Diarra Bousso Guey, Senegalese Mathematician
Careers, K-12, Math

More Math Inspiration

One hashtag that is always sure to reveal exciting math resources is #MTBOS (Math Twitter Blog-o-Sphere). That’s how I discovered Nathan Day (@nathanday314), and a couple of his great shares. With his permission, I am putting the links in this post as I really want more people to become inspired by math and mathematicians. If you’re a teacher with a few blank spaces on your wall, some of these might be great additions!

First, here are Nathan’s files for 50 Mathematical Quotations. You can access them as a Powerpoint file (which can be added to Google Drive and converted to Slides if needed) or PDF:

Next, these are his files for 82 famous mathematicians from around the world:

I love seeing the diversity and representation (53 countries), and I think it will help your students to see that as well.

Thanks to Nathan for putting these together and sharing them! He also gave some shouts out to @DrStoneMaths, @SimonYoung10, and @Desmos for the versions/blog post on which he based his Famous Mathematicians posters, so thanks to them, too. As Sir Isaac Newton said, “If I have been able to see further, it was only because I stood on the shoulders of giants.”

from Famous Mathematicians, compiled by @NathanDay314
Colorful fraction pieces and math sign
K-12, Math

Build a Math Mindset with a #WIM Playlist

If you’re still thinking about how to begin the school year on a positive note with mathematics, you might just want to consider a Week of Inspirational Math. I first blogged about this seven years ago, and the site has added more and more resources since that summer of 2015. Not only that, but there are a lot of features that make it even more helpful, including a method for creating a free, personal playlist of hands-on math activities that will work best in your classroom setting. The original WIM plans were posted annually, with 5 days of math activities designed to encourage discussion and thoughtful analysis while promoting a positive attitude toward math. You can still access those by clicking the button on the top banner, or you can search for specific activities and filter by grade level (K- College) and topic and create your own five days of math. You can see the newest activities for 2022 here.

I often share on this blog about my journey from being fearful of math to truly enjoying it, and I told my students the story every year because I wanted them to know that it can be done. So, when I see resources like Week of Inspirational Math, I want to shout about them to every educator who teaches math. These are the kind of activities that help children to see that math is not a subject that can only be mastered by the most nimble minds — and it can often be quite fun.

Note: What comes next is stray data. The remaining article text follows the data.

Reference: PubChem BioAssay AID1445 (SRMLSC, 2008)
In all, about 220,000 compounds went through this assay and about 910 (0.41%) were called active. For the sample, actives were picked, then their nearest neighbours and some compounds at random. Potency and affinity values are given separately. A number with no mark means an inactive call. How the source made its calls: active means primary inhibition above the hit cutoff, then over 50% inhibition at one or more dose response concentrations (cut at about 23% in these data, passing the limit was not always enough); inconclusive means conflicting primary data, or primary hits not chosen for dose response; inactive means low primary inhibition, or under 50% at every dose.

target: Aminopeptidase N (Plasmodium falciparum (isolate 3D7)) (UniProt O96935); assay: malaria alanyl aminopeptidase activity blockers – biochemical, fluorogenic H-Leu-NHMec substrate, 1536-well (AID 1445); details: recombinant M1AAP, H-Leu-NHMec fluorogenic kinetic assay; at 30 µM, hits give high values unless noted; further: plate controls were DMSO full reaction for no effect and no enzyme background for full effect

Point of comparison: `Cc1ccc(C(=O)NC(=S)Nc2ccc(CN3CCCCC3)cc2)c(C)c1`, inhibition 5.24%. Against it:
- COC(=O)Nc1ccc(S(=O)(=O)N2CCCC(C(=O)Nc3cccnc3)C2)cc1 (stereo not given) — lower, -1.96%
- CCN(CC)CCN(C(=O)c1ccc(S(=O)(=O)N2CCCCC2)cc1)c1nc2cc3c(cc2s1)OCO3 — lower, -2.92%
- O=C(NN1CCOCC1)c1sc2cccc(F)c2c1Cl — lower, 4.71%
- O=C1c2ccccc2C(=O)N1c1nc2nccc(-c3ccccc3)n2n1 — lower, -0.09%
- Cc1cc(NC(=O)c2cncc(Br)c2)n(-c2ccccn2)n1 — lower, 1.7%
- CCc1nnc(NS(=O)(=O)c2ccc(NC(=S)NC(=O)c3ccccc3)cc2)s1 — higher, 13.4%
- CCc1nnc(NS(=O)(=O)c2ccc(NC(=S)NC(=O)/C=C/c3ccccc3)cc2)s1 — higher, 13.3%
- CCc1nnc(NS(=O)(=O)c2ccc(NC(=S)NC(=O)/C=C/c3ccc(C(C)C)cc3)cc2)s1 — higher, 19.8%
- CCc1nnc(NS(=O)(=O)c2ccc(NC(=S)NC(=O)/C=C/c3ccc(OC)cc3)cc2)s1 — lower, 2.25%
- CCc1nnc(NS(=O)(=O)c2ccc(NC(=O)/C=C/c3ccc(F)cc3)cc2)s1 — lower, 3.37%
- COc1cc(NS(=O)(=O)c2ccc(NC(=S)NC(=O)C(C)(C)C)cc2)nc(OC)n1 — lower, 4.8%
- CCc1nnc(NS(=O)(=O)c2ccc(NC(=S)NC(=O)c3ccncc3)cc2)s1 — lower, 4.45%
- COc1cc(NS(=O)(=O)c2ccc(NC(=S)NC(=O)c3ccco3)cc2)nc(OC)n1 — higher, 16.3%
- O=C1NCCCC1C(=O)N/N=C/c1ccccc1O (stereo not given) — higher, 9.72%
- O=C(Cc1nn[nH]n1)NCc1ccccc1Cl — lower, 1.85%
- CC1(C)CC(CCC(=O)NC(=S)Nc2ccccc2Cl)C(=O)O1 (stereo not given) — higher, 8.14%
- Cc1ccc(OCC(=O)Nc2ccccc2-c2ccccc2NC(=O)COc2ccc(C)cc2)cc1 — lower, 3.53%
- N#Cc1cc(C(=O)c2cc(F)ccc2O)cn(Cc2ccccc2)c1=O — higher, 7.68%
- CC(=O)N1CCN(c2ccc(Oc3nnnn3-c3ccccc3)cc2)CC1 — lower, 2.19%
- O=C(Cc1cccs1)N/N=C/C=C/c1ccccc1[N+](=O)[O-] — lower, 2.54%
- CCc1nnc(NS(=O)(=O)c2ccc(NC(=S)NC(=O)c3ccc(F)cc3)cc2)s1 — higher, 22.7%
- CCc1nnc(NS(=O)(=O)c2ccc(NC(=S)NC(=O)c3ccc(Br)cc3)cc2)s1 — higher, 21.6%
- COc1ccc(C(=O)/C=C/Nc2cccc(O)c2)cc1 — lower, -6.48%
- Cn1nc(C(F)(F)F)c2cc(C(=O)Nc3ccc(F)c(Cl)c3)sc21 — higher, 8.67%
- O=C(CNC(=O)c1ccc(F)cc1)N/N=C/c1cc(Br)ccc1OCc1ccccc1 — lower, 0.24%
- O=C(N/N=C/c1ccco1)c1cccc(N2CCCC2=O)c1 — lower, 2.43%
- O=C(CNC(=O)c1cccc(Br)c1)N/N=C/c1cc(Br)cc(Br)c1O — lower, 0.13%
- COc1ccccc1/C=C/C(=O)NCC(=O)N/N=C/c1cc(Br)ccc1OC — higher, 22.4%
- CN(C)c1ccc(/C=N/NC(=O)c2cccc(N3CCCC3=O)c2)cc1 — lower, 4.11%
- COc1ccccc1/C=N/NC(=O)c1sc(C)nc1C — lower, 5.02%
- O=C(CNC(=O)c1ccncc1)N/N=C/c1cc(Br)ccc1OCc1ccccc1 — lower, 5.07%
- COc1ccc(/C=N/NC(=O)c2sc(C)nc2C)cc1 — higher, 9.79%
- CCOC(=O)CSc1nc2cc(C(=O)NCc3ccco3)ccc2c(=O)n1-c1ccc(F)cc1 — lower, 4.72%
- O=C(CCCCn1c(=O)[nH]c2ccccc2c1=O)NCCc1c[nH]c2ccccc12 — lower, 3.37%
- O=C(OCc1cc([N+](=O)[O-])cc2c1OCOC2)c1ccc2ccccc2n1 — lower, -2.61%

I’ve added the link to this year’s WIM resources to my Back to School Wakelet, which has other ideas for you as well. WIM is also one of the 73 sites in my Math Sites That Won’t Make You Fall Asleep collection, if you’re looking for more reasons to stray away from the textbook;) In addition, I’ve added a new Professional Development session for 2022, “Off on a Tangent,” in which teachers learn about methods to help their students to hypothesize, discuss, and apply their knowledge in diverse situations that will provoke their curiosity and stimulate an appreciation for the complexities of mathematics. 

Portrait of schoolgirls by the blackboard pointing at a math problem and looking at camera
Math doodles on chalkboard
3-12, Math

Math Fun with Howie Hua

One thing about me that I always made sure my students knew is that I used to hate math. I dreaded it, and my anxiety levels were super high during class and when I did math homework. It wasn’t until I was in high school, where I encountered some amazing math teachers, that I realized I could enjoy math and even look forward to it. To this day, I love discovering exciting math lessons, puzzling websites, and educators who demonstrate a true passion for this subject.

Speaking of the latter, I follow @Howie_Hua on Twitter. Because I’m slowly learning the value of TikTok, I only recently became aware of Howie’s TikTok videos. This is one in particular that I came across a couple of weeks ago that I think my GT students would have delighted in (and not only because he mentions Fibonacci):

@howie_hua One of my favorite math tricks #math #mathematics #mathtok #teacher #teachersoftiktok #maths ♬ original sound – Howie Hua

Howie has puzzles, math jokes, and more tricks on his TikTok channel here. Whether you’re a math teacher looking for some fun to fill in the spaces between standardized testing and the end of the school year, want some warmups to start class, or just like to play around with math, Howie Hua should definitely be one of your resources.

I’ll be adding this to my Math Sites That Won’t Make You Fall Asleep collection. Don’t forget to follow me on Wakelet so you can get updates on new resources that I add to my ever-increasing bookmarks!

osprey with dry grass flying in blue sky above nest
3-12, Books, Science